# Polynomial extrapolation

Given a list of integers a1, a2, …, ak (k ≥ 2) and a positive integer m, write a function or a complete program that calculates the next m numbers of the list. Assume that ai = P(i) where

P(x) = bk-1 xk-1 + bk-2 xk-2 + … + b0

is the unique polynomial of minimum order which fits the points.

## Description

### Input

If the code is a function, input is given by an integer k, an array a1, a2, …, ak and an integer m.

If the code is a program, input (through stdin) is given by space-separated k a1 a2 … ak m.

You can assume that k ≥ 2 and m > 0.

### Calculation

(Of course, the code can calculate the result in different way, but the result should be same.)

Find the polynomial P(x) which satisfies ai = P(i) for all 1 ≤ i ≤ k and has a degree of (no more than) k - 1. For example, if a list is 1,2,3,4,5, then P(x) = x. If a list is 1,4,9,16,25, then P(x) = x2.

Then, calculate ak+1 = P(k+1), ak+2 = P(k+2), …, ak+m = P(k+m). These are the results.

### Output

If the code is a function, return an array [ak+1, ak+2, …, ak+m].

If the code is a full program, print those numbers to stdout, separated by an any character you want.

• I think you should require some separator for the output: 1 4 9 16 25 is much less ambiguous than 1491625. Commented Dec 10, 2011 at 2:32
• @IlmariKaronen OK then. Commented Dec 10, 2011 at 2:34
• NB This is almost a duplicate of codegolf.stackexchange.com/questions/1230/… . The differences are that it's over a field of characteristic 0; that the x-coords are implicit; and that it asks for extrapolation to k+1, ... k+m rather than to 0. Commented Dec 11, 2011 at 7:36

## Golfscript, 46 42 40 38 chars

~])\({[{.@-\}*])\}*;]-1%){0\{+.}/p]}*;


This uses a simple difference table approach, which is described in more detail on my GolfScript blog.

• +100: You beat Ilmari's 40 char-or-less challenge :) Commented Dec 12, 2011 at 16:05
• Bounty awarded. Congratulations! Now I just need to learn enough GolfScript to be able to understand your code. :) Commented Dec 13, 2011 at 16:22
• @IlmariKaronen, I might write it up for my GolfScript blog in a few days. The -2% is quite interesting in that it's something I didn't really see much point to before. Commented Dec 13, 2011 at 16:55
• @IlmariKaronen, code dissection posted to my blog. Commented Dec 14, 2011 at 23:42

## Maple, 41 chars

c:=(k,a,m)->interp([$1-k..0],a,x)$x=1..m;


For example, c(3, [1, 2, 4], 4) returns 7, 11, 16, 22.

This function interprets the spec literally, taking both k and a as separate arguments. If the list a does not have exactly k elements, an error occurs. For convenience, here's a 45-char version that omits k from the argument list:

c:=(a,m)->interp([$1-nops(a)..0],a,x)$x=1..m;


I was first thinking of trying this in Perl, but hell, let's use the right tool for the job.

• BTW, since this is code golf, 'the right tool' is golfscript. :P Commented Dec 10, 2011 at 9:47
• @JiminP: OK, challenge accepted. The first person to solve this task in 40 or fewer chars in GolfScript gets a 100 rep bounty from me. Commented Dec 10, 2011 at 16:20
• @PeterTaylor When inputs are integers, outputs might always be integers (there's a way to calculate outputs by using only integers), even though I don't have any proofs. Commented Dec 11, 2011 at 7:51
• Challenge met. Don't feel obliged to give me the bounty, though; I'm doing ok for rep already. Commented Dec 12, 2011 at 0:16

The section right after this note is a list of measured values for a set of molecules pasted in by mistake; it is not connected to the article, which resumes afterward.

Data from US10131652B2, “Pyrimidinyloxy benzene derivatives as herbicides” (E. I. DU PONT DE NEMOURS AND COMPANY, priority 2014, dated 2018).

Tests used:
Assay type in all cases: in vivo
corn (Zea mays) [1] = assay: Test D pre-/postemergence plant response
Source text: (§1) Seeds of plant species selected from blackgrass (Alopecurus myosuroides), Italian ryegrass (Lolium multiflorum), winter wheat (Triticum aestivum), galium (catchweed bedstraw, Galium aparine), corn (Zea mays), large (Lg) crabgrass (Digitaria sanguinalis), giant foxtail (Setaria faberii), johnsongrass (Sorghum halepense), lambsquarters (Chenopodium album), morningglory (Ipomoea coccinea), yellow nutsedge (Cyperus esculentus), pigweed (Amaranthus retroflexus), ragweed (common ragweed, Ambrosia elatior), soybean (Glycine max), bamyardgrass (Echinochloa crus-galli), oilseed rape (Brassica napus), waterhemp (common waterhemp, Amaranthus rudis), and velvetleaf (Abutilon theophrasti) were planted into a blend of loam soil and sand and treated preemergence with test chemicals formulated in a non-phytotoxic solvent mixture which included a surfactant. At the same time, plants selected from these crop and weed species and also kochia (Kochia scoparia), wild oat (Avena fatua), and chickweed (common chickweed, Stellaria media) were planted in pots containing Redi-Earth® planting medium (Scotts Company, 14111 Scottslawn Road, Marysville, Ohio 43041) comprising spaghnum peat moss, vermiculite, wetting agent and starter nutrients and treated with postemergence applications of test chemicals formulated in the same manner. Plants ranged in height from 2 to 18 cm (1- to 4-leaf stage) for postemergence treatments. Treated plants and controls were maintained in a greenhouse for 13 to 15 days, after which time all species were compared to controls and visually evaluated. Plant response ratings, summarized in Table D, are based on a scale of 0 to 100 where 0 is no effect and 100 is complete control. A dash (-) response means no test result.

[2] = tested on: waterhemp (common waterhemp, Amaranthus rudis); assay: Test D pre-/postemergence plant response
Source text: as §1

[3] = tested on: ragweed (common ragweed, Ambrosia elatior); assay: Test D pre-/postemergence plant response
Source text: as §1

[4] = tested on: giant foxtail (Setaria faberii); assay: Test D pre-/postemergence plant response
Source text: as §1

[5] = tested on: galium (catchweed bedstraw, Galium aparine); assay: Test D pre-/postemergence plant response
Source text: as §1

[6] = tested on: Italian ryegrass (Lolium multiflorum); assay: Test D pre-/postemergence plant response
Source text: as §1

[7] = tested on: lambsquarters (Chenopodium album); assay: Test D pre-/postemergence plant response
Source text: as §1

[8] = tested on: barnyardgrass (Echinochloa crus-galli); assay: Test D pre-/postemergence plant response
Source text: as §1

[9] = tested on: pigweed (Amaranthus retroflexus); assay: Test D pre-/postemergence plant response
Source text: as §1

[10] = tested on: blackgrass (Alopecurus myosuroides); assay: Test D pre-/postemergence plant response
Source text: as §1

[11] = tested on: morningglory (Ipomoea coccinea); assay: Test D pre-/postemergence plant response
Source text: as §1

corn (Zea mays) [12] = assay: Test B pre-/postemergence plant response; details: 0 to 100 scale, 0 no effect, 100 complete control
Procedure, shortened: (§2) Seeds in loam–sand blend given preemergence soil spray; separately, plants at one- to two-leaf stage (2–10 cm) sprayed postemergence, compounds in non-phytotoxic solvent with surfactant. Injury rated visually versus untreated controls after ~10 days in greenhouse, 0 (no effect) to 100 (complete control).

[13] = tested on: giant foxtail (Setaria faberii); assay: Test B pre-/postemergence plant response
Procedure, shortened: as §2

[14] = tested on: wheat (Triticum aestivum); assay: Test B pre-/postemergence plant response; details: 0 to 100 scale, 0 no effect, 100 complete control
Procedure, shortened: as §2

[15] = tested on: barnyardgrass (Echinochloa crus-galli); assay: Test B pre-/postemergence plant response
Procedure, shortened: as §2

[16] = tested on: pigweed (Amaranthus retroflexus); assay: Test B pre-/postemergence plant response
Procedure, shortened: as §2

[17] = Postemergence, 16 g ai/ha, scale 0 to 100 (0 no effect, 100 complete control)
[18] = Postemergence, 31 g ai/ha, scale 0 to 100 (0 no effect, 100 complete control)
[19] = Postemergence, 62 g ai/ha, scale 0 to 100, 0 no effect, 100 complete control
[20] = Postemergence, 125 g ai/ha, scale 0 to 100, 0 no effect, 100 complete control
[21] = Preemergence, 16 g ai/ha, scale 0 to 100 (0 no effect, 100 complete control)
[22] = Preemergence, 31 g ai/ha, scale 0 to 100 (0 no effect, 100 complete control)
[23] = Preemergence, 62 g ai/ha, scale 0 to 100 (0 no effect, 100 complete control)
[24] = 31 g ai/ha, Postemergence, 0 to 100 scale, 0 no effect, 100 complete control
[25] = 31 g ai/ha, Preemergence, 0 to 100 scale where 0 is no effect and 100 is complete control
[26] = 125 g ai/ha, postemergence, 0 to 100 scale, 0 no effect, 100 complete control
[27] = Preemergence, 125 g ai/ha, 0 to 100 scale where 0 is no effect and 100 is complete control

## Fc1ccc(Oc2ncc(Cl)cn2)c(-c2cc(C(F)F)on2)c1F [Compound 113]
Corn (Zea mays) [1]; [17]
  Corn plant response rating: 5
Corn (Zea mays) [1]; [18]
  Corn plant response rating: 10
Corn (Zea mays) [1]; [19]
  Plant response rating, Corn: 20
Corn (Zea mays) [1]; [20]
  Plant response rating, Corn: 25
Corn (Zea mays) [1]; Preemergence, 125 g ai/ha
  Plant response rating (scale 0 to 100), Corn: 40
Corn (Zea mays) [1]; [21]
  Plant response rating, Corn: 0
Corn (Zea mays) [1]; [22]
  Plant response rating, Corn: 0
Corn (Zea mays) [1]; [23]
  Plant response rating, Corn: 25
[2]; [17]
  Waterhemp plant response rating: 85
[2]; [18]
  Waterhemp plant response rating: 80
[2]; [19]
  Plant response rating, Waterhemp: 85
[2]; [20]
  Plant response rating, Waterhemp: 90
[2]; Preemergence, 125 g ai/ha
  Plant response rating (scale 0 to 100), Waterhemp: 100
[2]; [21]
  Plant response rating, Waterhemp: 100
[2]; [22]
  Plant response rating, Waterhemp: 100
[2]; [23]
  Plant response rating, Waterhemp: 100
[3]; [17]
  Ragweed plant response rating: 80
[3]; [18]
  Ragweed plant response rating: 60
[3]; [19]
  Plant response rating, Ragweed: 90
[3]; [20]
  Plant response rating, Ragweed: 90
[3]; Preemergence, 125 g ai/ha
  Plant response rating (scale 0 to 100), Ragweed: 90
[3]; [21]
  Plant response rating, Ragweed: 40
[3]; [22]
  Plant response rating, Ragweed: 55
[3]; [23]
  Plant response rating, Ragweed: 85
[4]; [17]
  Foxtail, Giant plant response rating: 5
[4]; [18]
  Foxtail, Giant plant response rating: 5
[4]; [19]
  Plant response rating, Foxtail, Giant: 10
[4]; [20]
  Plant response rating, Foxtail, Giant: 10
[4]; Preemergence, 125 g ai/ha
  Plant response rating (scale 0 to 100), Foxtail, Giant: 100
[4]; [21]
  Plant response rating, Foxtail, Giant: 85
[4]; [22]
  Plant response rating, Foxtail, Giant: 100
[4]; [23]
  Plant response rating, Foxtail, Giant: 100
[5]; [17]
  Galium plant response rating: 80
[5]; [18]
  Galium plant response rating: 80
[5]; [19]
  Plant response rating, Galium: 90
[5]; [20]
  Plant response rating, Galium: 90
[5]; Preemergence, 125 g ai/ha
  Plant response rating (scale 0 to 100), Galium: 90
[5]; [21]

• @PeterTaylor: I'll give it to you anyway, it's not like I'm starved for rep either. And I did promise. (I assume I have to wait until the question is old enough, though, since I don't see any "start a bounty" link yet.) Commented Dec 12, 2011 at 0:42

# Jelly, 18 bytes, language postdates challenge

Iß;@Ḣ+\øṁ⁹µL?
çUḣU


Try it online!

Jelly's functions only support up to two arguments, so I don't take in k (which is redundant) as an argument. I hope that's acceptable. The program defines a function 2ŀ that obeys the specification in the question.

## Explanation

Helper function 1ŀ (takes input λ, ρ, and expands λ by ρ elements):

Iß;@Ḣ+\øṁ⁹µL?
ø  µ ? If
L    {λ} is nonempty,
then:
I               take differences of consecutive elements of {λ};
ß              call 1ŀ recursively on this value and {ρ};
;@            prepend
Ḣ           the first element of {λ};
+\         and take the cumulative sum {and return it}.
Otherwise:
ṁ⁹      {return} {0} repeated ρ times.


This is fairly magical in the way in which Jelly happens to pick out the exactly values I need it to operate on at every stage. Some of it is the result of me manipulating things; in particular, the unusual choice ø for the separator (rather than the more usual µ) means that all implicit arguments are set to 0, which is fairly handy in this case. However, I have no idea why ;@Ḣ parses the way it does, but it seems to work…

Main function 2ŀ (takes input λ, ρ, and returns the next ρ elements of λ):

çUḣU
ç             Call 1ŀ on {λ} and {ρ};
U            reverse it;
ḣ           take the first {ρ} elements;
U          and reverse it {and return that value}.


This is just massaging the output into the form requested (if we were allowed to return the terms we were already given, that would remove a whole 5 bytes). Jelly doesn't have a "last n elements" function; of the various ways to synthesize it out of other functions, UḣU is convenient here because it happens to pick up ρ as a default argument.

### Golfscript, 51 characters

Similar approach to Peter's one.

~])\-1%[{(.@{.@\-}%\;.,}do;]-1%\[0]\*\{\{+.}%\;}%;p


When run on input

2 3 12 35 78
4


it yields the result

[147 248 387 570]


There are still possible places where the solution might be golfable further.

# Scala, 128 bytes

m=>Stream.iterate(_)(a=>a.tail.lazyZip(a)map(_-_)).takeWhile(Nil!=).:\(Seq.fill(m)(0))((a,b)=>b.scanLeft(a(0))(_+_))takeRight(m)


Try it online!